In his return to the Browns huddle following the season-ending knee injury to Brian Hoyer, Weeden was introduced to an offense that had changed significantly in his two weeks on the sideline. The focus today against the Lions is naturally on him, but the pieces and operation around him shouldn’t be ignored. They’re much improved and a big reason the Browns are 3-2 and on a three-game winning streak.
“There’s been a lot of improvement in a lot of areas,” said Rob Chudzinski, whose team is tied for first in the AFC North with Baltimore and Cincinnati. “Obviously, it helps getting some of the guys back and getting them out on the field. We’re understanding and playing our roles better, and we’re making plays when we have the opportunities. That’s some of the things we weren’t doing early.”
The change started with the return of receiver Josh Gordon from a two-game suspension to open the season. He debuted with 10 catches for 146 yards and a touchdown against Minnesota and immediately added explosiveness to the offense. He has 18 catches for 303 yards and two touchdowns, and his 101 yards per game dwarf the averages of Detroit’s Calvin Johnson (78) and Cincinnati’s A.J. Green (72.2).
“I went back and watched the first two weeks and obviously not having Josh was an issue,” coordinator Norv Turner said.
Tight end Jordan Cameron caught 14 passes for 203 yards and the team’s lone touchdown in the first two weeks with Weeden.
The return of Gordon prevented defenses from turning all their attention to Cameron and he continued to produce, adding 19 catches and four touchdowns.
Weeden now has Gordon, Cameron and receiver Greg Little running deep, with receiver Davone Bess and running backs Chris Ogbonnaya and Willis McGahee underneath.
“They definitely make a quarterback’s life easier,” Weeden said of Gordon and Cameron. “They are two guys that create a lot of mismatches. They’re bigger target guys that can really go get the football.”
The most startling move during Weeden’s two weeks out with a sprained right thumb was the trade of running back Trent Richardson. But Turner committed to the run the last two games with 31-year-old McGahee and has seen an uptick in production.
McGahee rushed for 9 yards in his debut after one practice and no training camp, went for 46 the next week and 72 vs. Buffalo. His 2.6 yards per carry is substandard, but on par with Richardson’s 3.0 with the Colts. McGahee has also shown the ability to take a pounding — 26 carries vs. the Bills — and get in the end zone, and has given the team a jolt.
“Willis is getting us some confidence because he’s making a lot of 3- and 4-yard runs,” Turner said. “In the last two games we’ve made critical third-down conversions where we’ve been able to keep the ball and run it.”
The final switch to the lineup came with the return of right guard Shawn Lauvao in Week 5 following ankle surgery. Profootballfocus.com gave him a terrible grade, but he should get better in his second game back and can’t play much worse than fill-in Oniel Cousins.
The entire line has protected better as the year’s gone along.
“There’s definitely been a progression for us,” said right tackle Mitchell Schwartz, who got off to a terrible start. “I don’t know if you can pinpoint any one thing for that.”
The battle with the Lions (3-2) could very well be decided on the front lines. The strength of the Lions defense is its front four, led by tackle Ndamukong Suh, who has 2.5 sacks after eight last year. Tackle Nick Fairley had 5.5 last year, and rookie right end Ziggy Ansah has 3.5 through five games.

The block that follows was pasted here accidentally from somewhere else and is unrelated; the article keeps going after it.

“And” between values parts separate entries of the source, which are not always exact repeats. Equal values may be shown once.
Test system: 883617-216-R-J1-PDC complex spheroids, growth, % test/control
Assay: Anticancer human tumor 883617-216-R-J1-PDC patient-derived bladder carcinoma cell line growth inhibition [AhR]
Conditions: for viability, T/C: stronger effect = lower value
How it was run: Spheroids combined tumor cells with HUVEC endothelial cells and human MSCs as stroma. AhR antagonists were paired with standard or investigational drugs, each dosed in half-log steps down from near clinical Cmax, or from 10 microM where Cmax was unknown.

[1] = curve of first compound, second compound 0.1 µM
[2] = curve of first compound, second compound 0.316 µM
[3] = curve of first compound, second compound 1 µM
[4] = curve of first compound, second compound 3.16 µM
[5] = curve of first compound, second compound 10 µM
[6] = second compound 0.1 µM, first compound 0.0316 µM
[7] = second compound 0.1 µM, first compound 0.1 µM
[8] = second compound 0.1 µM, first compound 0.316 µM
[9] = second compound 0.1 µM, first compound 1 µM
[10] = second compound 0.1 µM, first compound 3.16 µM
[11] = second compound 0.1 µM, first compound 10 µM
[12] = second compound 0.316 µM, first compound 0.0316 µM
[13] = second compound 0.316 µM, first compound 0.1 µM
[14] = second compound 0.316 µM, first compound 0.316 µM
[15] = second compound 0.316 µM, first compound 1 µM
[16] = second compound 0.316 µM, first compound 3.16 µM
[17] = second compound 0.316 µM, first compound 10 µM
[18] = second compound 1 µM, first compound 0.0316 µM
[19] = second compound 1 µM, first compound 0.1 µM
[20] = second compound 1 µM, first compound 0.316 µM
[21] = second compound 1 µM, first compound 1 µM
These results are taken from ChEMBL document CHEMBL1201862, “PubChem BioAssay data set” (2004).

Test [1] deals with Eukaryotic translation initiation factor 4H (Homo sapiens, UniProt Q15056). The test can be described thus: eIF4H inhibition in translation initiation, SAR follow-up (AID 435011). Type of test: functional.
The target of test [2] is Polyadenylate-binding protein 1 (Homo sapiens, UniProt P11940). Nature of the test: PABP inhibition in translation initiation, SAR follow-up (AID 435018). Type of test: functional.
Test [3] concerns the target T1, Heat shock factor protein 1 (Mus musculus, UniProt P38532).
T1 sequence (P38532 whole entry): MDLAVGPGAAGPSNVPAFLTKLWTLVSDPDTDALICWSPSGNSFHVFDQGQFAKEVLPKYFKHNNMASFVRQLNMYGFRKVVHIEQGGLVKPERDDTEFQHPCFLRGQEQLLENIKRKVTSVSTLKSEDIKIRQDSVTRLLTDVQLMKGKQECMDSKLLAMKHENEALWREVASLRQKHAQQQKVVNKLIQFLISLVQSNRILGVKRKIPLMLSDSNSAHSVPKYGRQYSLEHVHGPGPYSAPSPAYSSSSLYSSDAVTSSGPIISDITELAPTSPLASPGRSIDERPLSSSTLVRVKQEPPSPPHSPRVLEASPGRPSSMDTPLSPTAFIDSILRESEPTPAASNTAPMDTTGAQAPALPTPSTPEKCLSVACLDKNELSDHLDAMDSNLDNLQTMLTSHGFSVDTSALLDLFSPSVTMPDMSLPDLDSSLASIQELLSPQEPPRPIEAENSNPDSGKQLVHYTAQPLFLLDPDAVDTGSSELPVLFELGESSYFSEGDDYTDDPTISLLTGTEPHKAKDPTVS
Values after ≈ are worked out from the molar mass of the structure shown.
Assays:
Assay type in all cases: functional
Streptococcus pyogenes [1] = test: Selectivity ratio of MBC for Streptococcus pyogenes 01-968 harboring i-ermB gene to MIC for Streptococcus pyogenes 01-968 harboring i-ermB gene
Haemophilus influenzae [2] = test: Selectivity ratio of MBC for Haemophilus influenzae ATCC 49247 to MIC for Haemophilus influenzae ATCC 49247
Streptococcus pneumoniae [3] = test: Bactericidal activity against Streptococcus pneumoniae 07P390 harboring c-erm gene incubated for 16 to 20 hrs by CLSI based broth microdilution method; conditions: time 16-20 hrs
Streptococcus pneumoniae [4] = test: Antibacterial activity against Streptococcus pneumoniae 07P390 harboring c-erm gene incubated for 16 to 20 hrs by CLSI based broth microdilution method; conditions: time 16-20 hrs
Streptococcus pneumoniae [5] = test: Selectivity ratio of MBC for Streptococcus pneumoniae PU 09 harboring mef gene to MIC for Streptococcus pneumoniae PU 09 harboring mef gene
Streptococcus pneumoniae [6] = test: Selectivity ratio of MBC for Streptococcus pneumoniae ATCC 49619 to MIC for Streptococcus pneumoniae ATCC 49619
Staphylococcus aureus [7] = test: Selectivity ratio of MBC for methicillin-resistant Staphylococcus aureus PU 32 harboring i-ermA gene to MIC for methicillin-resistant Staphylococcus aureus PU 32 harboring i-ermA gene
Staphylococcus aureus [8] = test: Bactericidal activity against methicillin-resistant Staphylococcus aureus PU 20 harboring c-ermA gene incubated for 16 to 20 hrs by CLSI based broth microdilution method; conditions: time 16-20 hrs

“They try to get after the passer. That’s what they want to do,” Weeden said. “You have to get the ball out on time and add different looks to slow them down.”
The theme of the week with Weeden was getting rid of the ball quickly. The offense picked up the pace under Hoyer, who didn’t hesitate before firing.
Weeden was noticeably — sometimes painfully — slower when he entered against the Bills. Some delay is necessary when Weeden, who has been sacked 16 times, tries to connect downfield, but much of it can be avoided with quicker decisions and comfort in his checkdowns.
“There’s times where I can get the ball out quicker and take the pressure off the guys out front,” he said. “We have great guys in this offense and you just gotta be in sync and trust guys around you and get rolling.”
Backup Jason Campbell said speeding up the process with Weeden has been a focus for a couple of weeks.
“But people have to understand, Brian and Brandon are two different people,” Campbell said. “Brandon’s arm is strong, so he believes he can hit those down-the-field throws. He doesn’t come down to checkdowns fast, because sometimes it doesn’t matter how far it goes he believes he can hit that throw.”
Campbell learned a 5-yard checkdown can quickly turn into 15 or 20 yards. His advice to Weeden: Don’t fear the dump-off.
The Lions are second in the NFL with eight interceptions, while Weeden has gone 99 throws without a pick, his last one in the first half of the opener against Miami.
The Browns are aiming for only their second four-game win streak since 1999. The other came after a 1-11 start in 2009, and the only thing it accomplished was keeping coach Eric Mangini around for another year. A win today would add volume to the playoff talk and extend the stretch of meaningful games deep into October.
No one would’ve dreamed it possible after the 0-2 start and trade of Richardson.
“The reports of the death of the Browns were greatly exaggerated,” Lions coach Jim Schwartz said. “They were 0-2 and there was a lot of talk of that was it for the season. All they’ve done is roll off three straight wins.”
“There’s a lot of excitement,” Weeden said. “Our main focus is keep doing what we’re doing and keep it rolling.”
Contact Scott Petrak at 329-7253 or email@example.com. Fan him on Facebook and follow him on Twitter @scottpetrak.